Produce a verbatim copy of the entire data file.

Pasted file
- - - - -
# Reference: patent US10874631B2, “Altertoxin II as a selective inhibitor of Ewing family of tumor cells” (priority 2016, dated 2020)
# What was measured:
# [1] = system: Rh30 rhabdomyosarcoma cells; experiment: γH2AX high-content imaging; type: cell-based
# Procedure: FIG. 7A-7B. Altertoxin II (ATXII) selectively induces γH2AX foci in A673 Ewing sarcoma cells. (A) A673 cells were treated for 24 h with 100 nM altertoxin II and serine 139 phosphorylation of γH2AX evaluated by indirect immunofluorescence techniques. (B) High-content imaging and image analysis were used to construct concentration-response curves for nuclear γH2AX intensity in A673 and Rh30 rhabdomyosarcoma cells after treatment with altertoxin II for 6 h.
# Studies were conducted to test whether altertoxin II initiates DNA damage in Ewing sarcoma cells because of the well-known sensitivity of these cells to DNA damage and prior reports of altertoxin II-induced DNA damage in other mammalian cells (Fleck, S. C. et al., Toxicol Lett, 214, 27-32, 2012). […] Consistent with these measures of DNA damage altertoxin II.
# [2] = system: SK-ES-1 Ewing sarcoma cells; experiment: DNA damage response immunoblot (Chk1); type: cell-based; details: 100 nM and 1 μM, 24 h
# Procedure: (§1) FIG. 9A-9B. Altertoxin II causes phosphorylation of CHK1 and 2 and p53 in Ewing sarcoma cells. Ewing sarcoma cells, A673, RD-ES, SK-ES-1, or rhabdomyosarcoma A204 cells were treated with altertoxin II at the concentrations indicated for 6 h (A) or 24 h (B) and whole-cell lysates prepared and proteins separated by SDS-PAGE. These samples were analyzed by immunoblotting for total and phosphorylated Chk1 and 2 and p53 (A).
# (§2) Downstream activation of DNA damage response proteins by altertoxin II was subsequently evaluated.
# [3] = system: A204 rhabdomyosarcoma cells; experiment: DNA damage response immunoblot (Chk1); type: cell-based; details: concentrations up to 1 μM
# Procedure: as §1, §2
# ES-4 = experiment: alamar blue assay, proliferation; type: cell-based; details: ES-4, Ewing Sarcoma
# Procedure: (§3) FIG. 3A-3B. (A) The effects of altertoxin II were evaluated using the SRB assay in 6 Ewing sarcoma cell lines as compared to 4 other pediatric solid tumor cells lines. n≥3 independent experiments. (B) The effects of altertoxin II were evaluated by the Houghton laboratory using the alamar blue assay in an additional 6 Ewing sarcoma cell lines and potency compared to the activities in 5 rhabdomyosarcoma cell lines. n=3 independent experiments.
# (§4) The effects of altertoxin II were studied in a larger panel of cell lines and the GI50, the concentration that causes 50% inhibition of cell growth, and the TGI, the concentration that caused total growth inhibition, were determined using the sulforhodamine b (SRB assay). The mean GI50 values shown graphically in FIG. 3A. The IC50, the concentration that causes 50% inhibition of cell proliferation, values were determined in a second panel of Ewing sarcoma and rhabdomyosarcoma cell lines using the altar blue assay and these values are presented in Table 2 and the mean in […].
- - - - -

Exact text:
# Reference: patent US10874631B2, “Altertoxin II as a selective inhibitor of Ewing family of tumor cells” (priority 2016, dated 2020)
# What was measured:
# [1] = system: Rh30 rhabdomyosarcoma cells; experiment: γH2AX high-content imaging; type: cell-based
# Procedure: FIG. 7A-7B. Altertoxin II (ATXII) selectively induces γH2AX foci in A673 Ewing sarcoma cells. (A) A673 cells were treated for 24 h with 100 nM altertoxin II and serine 139 phosphorylation of γH2AX evaluated by indirect immunofluorescence techniques. (B) High-content imaging and image analysis were used to construct concentration-response curves for nuclear γH2AX intensity in A673 and Rh30 rhabdomyosarcoma cells after treatment with altertoxin II for 6 h.
# Studies were conducted to test whether altertoxin II initiates DNA damage in Ewing sarcoma cells because of the well-known sensitivity of these cells to DNA damage and prior reports of altertoxin II-induced DNA damage in other mammalian cells (Fleck, S. C. et al., Toxicol Lett, 214, 27-32, 2012). […] Consistent with these measures of DNA damage altertoxin II.
# [2] = system: SK-ES-1 Ewing sarcoma cells; experiment: DNA damage response immunoblot (Chk1); type: cell-based; details: 100 nM and 1 μM, 24 h
# Procedure: (§1) FIG. 9A-9B. Altertoxin II causes phosphorylation of CHK1 and 2 and p53 in Ewing sarcoma cells. Ewing sarcoma cells, A673, RD-ES, SK-ES-1, or rhabdomyosarcoma A204 cells were treated with altertoxin II at the concentrations indicated for 6 h (A) or 24 h (B) and whole-cell lysates prepared and proteins separated by SDS-PAGE. These samples were analyzed by immunoblotting for total and phosphorylated Chk1 and 2 and p53 (A).
# (§2) Downstream activation of DNA damage response proteins by altertoxin II was subsequently evaluated.
# [3] = system: A204 rhabdomyosarcoma cells; experiment: DNA damage response immunoblot (Chk1); type: cell-based; details: concentrations up to 1 μM
# Procedure: as §1, §2
# ES-4 = experiment: alamar blue assay, proliferation; type: cell-based; details: ES-4, Ewing Sarcoma
# Procedure: (§3) FIG. 3A-3B. (A) The effects of altertoxin II were evaluated using the SRB assay in 6 Ewing sarcoma cell lines as compared to 4 other pediatric solid tumor cells lines. n≥3 independent experiments. (B) The effects of altertoxin II were evaluated by the Houghton laboratory using the alamar blue assay in an additional 6 Ewing sarcoma cell lines and potency compared to the activities in 5 rhabdomyosarcoma cell lines. n=3 independent experiments.
# (§4) The effects of altertoxin II were studied in a larger panel of cell lines and the GI50, the concentration that causes 50% inhibition of cell growth, and the TGI, the concentration that caused total growth inhibition, were determined using the sulforhodamine b (SRB assay). The mean GI50 values shown graphically in FIG. 3A. The IC50, the concentration that causes 50% inhibition of cell proliferation, values were determined in a second panel of Ewing sarcoma and rhabdomyosarcoma cell lines using the altar blue assay and these values are presented in Table 2 and the mean in […].